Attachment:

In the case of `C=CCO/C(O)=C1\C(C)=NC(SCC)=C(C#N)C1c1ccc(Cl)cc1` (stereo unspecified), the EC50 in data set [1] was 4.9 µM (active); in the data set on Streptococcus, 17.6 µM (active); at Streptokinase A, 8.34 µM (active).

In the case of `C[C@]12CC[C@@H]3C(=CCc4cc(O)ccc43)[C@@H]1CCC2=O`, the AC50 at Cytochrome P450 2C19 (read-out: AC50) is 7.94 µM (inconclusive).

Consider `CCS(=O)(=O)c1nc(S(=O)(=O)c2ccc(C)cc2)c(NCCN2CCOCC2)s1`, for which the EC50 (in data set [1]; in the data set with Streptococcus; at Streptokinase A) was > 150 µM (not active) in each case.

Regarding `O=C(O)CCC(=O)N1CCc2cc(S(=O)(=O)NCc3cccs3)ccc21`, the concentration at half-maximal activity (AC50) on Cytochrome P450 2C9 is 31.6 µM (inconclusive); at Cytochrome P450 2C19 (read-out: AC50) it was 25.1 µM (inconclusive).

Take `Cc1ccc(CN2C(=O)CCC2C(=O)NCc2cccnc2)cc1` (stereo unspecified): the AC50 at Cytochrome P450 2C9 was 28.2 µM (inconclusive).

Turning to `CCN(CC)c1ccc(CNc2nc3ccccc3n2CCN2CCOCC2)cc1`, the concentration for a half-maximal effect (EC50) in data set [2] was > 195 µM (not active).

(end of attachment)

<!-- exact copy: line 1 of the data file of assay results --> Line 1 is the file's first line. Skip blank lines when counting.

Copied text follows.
In the case of `C=CCO/C(O)=C1\C(C)=NC(SCC)=C(C#N)C1c1ccc(Cl)cc1` (stereo unspecified), the EC50 in data set [1] was 4.9 µM (active); in the data set on Streptococcus, 17.6 µM (active); at Streptokinase A, 8.34 µM (active).